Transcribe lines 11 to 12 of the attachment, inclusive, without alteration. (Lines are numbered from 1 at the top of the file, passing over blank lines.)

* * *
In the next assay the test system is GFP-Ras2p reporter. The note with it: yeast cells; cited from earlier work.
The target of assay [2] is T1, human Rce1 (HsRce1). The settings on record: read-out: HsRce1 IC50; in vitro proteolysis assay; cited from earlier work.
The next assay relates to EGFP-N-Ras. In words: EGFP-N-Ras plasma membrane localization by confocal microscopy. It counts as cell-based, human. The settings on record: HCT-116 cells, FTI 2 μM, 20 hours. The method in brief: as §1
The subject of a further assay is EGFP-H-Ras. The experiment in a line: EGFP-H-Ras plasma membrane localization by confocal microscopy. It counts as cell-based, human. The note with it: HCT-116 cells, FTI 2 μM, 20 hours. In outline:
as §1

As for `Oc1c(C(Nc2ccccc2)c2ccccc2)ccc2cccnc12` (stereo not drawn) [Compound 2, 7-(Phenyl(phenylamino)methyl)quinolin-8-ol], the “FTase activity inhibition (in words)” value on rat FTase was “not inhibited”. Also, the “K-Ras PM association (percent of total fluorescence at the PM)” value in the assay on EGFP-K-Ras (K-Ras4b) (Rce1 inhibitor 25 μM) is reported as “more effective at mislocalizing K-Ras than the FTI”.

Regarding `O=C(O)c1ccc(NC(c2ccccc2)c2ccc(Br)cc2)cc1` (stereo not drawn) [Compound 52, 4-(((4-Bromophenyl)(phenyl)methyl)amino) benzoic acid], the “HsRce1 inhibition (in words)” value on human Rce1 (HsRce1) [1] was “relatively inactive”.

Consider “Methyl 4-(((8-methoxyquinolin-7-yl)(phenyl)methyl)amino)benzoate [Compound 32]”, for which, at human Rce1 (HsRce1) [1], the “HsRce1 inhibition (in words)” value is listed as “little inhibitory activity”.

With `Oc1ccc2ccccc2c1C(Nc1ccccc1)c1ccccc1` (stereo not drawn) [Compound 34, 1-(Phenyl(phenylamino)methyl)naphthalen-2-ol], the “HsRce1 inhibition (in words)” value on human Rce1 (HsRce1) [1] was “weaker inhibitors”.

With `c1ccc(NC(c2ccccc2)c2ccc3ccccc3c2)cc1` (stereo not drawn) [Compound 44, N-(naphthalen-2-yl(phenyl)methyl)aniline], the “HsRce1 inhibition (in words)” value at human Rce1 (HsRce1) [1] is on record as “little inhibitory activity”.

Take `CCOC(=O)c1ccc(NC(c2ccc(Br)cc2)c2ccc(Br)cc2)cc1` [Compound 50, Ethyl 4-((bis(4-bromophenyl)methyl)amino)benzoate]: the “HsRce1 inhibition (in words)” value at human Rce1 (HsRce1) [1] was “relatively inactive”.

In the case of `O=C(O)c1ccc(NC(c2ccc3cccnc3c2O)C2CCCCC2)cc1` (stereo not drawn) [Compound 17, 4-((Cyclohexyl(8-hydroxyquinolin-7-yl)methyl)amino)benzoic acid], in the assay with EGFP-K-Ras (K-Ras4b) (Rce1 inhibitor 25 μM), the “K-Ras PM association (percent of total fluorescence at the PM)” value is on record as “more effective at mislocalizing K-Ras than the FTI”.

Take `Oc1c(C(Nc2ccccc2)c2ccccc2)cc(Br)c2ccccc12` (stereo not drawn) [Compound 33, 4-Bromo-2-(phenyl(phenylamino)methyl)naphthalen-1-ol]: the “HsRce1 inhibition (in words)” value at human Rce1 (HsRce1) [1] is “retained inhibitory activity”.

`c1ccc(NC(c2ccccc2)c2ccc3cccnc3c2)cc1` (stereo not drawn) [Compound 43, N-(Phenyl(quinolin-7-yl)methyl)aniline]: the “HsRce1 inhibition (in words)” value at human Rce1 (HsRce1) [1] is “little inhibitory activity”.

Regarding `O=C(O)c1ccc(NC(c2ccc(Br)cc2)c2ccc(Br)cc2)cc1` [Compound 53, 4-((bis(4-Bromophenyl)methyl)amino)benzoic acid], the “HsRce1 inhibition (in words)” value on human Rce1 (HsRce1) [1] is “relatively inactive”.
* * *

Take `CCOC(=O)c1ccc(NC(c2ccc(Br)cc2)c2ccc(Br)cc2)cc1` [Compound 50, Ethyl 4-((bis(4-bromophenyl)methyl)amino)benzoate]: the “HsRce1 inhibition (in words)” value at human Rce1 (HsRce1) [1] was “relatively inactive”.

In the case of `O=C(O)c1ccc(NC(c2ccc3cccnc3c2O)C2CCCCC2)cc1` (stereo not drawn) [Compound 17, 4-((Cyclohexyl(8-hydroxyquinolin-7-yl)methyl)amino)benzoic acid], in the assay with EGFP-K-Ras (K-Ras4b) (Rce1 inhibitor 25 μM), the “K-Ras PM association (percent of total fluorescence at the PM)” value is on record as “more effective at mislocalizing K-Ras than the FTI”.